P-I-N Photodiode | Avalanche Photo Diode

PIN Diode

PIN photodiode is a kind of photo detector, it can convert optical signals into electrical signals.

This technology was invented in the latest of 1950’s. There are three regions in this type of diode. There is a p-region an intrinsic region and an n-region. The p-region and n-region are comparatively heavily doped than the p-region and n-region of usual p-n diodes. The width of the intrinsic region should be larger than the space charge width of a normal p-n junction. The PIN photodiode operates with an applied reverse bias voltage and when the reverse bias is applied, the space charge region must cover the intrinsic region completely. Electron hole pairs are generated in the space charge region by photon absorption.

The switching speed of frequency response of photodiode is inversely proportional to the life time. The switching speed can be enhanced by a small minority carrier lifetime. For the photo detector applications where the speed of response is important, the depletion region width should be made as large as possible for small minority carrier lifetime as a result the switch speed also increases. This can be achieved PIN photodiode as the insertion of intrinsic region the space charge width larger. The diagram of a normal PIN photodiode is given below.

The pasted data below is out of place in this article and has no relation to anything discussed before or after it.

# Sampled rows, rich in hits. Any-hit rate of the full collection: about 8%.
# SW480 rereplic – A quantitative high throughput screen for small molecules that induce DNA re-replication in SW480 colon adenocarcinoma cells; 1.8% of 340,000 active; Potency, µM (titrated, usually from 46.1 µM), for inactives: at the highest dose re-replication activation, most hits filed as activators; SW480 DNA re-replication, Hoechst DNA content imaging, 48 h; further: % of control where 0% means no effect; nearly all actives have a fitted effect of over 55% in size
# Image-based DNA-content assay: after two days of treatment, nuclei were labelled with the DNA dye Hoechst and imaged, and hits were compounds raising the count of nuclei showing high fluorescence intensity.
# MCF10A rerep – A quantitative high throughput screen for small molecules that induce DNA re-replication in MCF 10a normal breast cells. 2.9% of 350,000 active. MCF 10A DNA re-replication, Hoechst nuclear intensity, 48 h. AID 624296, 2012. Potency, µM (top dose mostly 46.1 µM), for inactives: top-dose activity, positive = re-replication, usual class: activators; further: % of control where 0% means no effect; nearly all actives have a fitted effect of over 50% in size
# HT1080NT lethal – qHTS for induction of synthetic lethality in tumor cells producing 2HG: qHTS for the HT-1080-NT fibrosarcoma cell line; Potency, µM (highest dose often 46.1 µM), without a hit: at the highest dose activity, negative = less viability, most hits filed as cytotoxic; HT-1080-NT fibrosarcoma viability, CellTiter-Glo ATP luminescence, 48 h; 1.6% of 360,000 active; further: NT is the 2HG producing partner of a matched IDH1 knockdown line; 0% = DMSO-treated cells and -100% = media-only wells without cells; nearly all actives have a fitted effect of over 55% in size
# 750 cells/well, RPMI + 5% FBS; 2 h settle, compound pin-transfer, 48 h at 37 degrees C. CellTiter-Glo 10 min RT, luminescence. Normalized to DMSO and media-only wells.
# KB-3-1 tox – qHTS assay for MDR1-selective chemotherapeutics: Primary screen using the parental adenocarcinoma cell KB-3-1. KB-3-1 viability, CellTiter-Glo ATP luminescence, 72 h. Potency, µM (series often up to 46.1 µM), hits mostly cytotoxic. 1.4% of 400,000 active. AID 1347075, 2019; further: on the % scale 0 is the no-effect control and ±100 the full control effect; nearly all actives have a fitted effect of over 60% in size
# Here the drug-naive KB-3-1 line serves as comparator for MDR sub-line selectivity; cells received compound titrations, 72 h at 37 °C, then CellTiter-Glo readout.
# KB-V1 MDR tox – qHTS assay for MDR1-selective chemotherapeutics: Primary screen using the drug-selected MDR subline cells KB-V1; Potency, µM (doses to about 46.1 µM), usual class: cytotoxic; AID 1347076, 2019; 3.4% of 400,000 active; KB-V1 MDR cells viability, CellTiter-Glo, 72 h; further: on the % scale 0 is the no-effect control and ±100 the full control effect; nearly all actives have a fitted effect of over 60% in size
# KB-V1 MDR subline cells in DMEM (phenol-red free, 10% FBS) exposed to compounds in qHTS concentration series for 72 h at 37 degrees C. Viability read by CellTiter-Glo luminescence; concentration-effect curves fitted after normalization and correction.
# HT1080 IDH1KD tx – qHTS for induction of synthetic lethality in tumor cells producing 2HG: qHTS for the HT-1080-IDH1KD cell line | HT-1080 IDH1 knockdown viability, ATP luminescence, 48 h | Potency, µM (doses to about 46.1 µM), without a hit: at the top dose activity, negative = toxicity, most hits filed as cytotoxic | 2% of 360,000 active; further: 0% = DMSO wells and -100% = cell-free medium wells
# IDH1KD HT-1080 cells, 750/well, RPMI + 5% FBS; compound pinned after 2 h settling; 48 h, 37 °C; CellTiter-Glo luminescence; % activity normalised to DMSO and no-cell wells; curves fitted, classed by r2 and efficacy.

PIN Photodiode

PIN Photodiode

Avalanche Photo Diode

Avalanche photo diode is a kind of photo detector which can convert signals into electrical signals pioneering research work in the development of avalanche diode was done mainly in 1960’s.

Avalanche photodiode structural configuration is very similar to the PIN photodiode. A PIN photodiode consists of three regions-

a) p- region,
b) intrinsic region,
c) n-region.

The difference is that reverse bias applied is very large to cause impact ionization. For silicon as the sc material, a diode will need between 100 to 200 volts. Firstly electron- hole pairs are generated by photon absorption in the depletion region. These generate more electron hole pairs through impact ionization. These are swept out of the depletion region quickly, i.e, the transit time is very less.